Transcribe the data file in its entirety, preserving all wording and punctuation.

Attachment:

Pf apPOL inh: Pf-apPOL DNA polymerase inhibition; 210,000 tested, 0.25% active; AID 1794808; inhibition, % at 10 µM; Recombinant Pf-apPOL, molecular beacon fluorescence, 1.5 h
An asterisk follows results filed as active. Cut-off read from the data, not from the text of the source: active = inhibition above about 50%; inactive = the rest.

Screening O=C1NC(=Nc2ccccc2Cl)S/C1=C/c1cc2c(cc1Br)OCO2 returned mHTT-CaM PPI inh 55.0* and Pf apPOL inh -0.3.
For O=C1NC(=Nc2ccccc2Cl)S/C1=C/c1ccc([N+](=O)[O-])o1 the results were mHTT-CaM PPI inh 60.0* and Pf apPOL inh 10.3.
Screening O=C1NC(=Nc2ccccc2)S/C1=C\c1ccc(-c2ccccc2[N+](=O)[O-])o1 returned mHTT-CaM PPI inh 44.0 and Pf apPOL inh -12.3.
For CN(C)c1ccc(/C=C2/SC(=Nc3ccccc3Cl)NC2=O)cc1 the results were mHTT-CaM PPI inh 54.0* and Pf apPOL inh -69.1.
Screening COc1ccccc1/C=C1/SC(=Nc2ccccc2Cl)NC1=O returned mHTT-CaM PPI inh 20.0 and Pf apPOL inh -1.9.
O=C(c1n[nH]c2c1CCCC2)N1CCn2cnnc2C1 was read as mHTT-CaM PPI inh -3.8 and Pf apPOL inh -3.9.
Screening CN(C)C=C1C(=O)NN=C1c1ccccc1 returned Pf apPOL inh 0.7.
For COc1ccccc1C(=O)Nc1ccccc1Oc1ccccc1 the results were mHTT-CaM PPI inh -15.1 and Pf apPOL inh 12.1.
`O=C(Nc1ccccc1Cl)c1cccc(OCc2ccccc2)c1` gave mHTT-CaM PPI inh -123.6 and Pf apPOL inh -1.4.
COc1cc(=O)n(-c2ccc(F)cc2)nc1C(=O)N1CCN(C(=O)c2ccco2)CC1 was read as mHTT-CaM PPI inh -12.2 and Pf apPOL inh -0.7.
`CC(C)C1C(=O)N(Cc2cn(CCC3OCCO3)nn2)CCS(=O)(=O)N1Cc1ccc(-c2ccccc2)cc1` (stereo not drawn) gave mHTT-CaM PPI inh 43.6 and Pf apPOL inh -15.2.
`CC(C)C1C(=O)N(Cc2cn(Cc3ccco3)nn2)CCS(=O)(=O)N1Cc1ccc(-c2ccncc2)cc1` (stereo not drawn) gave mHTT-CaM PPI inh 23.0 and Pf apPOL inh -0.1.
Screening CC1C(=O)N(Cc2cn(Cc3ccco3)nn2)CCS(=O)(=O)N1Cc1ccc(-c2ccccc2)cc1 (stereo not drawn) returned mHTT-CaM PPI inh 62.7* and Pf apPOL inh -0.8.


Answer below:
Pf apPOL inh: Pf-apPOL DNA polymerase inhibition; 210,000 tested, 0.25% active; AID 1794808; inhibition, % at 10 µM; Recombinant Pf-apPOL, molecular beacon fluorescence, 1.5 h
An asterisk follows results filed as active. Cut-off read from the data, not from the text of the source: active = inhibition above about 50%; inactive = the rest.

Screening O=C1NC(=Nc2ccccc2Cl)S/C1=C/c1cc2c(cc1Br)OCO2 returned mHTT-CaM PPI inh 55.0* and Pf apPOL inh -0.3.
For O=C1NC(=Nc2ccccc2Cl)S/C1=C/c1ccc([N+](=O)[O-])o1 the results were mHTT-CaM PPI inh 60.0* and Pf apPOL inh 10.3.
Screening O=C1NC(=Nc2ccccc2)S/C1=C\c1ccc(-c2ccccc2[N+](=O)[O-])o1 returned mHTT-CaM PPI inh 44.0 and Pf apPOL inh -12.3.
For CN(C)c1ccc(/C=C2/SC(=Nc3ccccc3Cl)NC2=O)cc1 the results were mHTT-CaM PPI inh 54.0* and Pf apPOL inh -69.1.
Screening COc1ccccc1/C=C1/SC(=Nc2ccccc2Cl)NC1=O returned mHTT-CaM PPI inh 20.0 and Pf apPOL inh -1.9.
O=C(c1n[nH]c2c1CCCC2)N1CCn2cnnc2C1 was read as mHTT-CaM PPI inh -3.8 and Pf apPOL inh -3.9.
Screening CN(C)C=C1C(=O)NN=C1c1ccccc1 returned Pf apPOL inh 0.7.
For COc1ccccc1C(=O)Nc1ccccc1Oc1ccccc1 the results were mHTT-CaM PPI inh -15.1 and Pf apPOL inh 12.1.
`O=C(Nc1ccccc1Cl)c1cccc(OCc2ccccc2)c1` gave mHTT-CaM PPI inh -123.6 and Pf apPOL inh -1.4.
COc1cc(=O)n(-c2ccc(F)cc2)nc1C(=O)N1CCN(C(=O)c2ccco2)CC1 was read as mHTT-CaM PPI inh -12.2 and Pf apPOL inh -0.7.
`CC(C)C1C(=O)N(Cc2cn(CCC3OCCO3)nn2)CCS(=O)(=O)N1Cc1ccc(-c2ccccc2)cc1` (stereo not drawn) gave mHTT-CaM PPI inh 43.6 and Pf apPOL inh -15.2.
`CC(C)C1C(=O)N(Cc2cn(Cc3ccco3)nn2)CCS(=O)(=O)N1Cc1ccc(-c2ccncc2)cc1` (stereo not drawn) gave mHTT-CaM PPI inh 23.0 and Pf apPOL inh -0.1.
Screening CC1C(=O)N(Cc2cn(Cc3ccco3)nn2)CCS(=O)(=O)N1Cc1ccc(-c2ccccc2)cc1 (stereo not drawn) returned mHTT-CaM PPI inh 62.7* and Pf apPOL inh -0.8.